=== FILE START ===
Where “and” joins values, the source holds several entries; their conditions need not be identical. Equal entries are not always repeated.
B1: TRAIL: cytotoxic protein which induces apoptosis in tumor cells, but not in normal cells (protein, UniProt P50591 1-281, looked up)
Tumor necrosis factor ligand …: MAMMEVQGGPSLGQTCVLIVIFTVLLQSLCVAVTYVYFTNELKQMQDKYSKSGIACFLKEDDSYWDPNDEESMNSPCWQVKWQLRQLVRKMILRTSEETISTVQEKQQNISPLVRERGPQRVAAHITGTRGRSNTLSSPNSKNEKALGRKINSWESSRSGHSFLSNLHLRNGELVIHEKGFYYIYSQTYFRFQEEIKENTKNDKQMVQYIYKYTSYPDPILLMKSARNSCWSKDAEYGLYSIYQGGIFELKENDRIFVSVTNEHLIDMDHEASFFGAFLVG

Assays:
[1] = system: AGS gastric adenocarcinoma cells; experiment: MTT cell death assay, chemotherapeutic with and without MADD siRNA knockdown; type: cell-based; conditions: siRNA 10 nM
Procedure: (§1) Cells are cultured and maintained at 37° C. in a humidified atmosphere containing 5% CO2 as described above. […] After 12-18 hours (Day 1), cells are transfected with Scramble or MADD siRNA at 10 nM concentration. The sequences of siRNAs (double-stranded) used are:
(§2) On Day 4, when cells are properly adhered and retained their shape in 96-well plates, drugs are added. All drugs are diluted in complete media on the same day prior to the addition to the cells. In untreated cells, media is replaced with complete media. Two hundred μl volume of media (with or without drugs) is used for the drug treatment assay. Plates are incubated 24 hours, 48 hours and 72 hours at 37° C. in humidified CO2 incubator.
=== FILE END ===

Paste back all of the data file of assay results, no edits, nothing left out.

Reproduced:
Where “and” joins values, the source holds several entries; their conditions need not be identical. Equal entries are not always repeated.
B1: TRAIL: cytotoxic protein which induces apoptosis in tumor cells, but not in normal cells (protein, UniProt P50591 1-281, looked up)
Tumor necrosis factor ligand …: MAMMEVQGGPSLGQTCVLIVIFTVLLQSLCVAVTYVYFTNELKQMQDKYSKSGIACFLKEDDSYWDPNDEESMNSPCWQVKWQLRQLVRKMILRTSEETISTVQEKQQNISPLVRERGPQRVAAHITGTRGRSNTLSSPNSKNEKALGRKINSWESSRSGHSFLSNLHLRNGELVIHEKGFYYIYSQTYFRFQEEIKENTKNDKQMVQYIYKYTSYPDPILLMKSARNSCWSKDAEYGLYSIYQGGIFELKENDRIFVSVTNEHLIDMDHEASFFGAFLVG

Assays:
[1] = system: AGS gastric adenocarcinoma cells; experiment: MTT cell death assay, chemotherapeutic with and without MADD siRNA knockdown; type: cell-based; conditions: siRNA 10 nM
Procedure: (§1) Cells are cultured and maintained at 37° C. in a humidified atmosphere containing 5% CO2 as described above. […] After 12-18 hours (Day 1), cells are transfected with Scramble or MADD siRNA at 10 nM concentration. The sequences of siRNAs (double-stranded) used are:
(§2) On Day 4, when cells are properly adhered and retained their shape in 96-well plates, drugs are added. All drugs are diluted in complete media on the same day prior to the addition to the cells. In untreated cells, media is replaced with complete media. Two hundred μl volume of media (with or without drugs) is used for the drug treatment assay. Plates are incubated 24 hours, 48 hours and 72 hours at 37° C. in humidified CO2 incubator.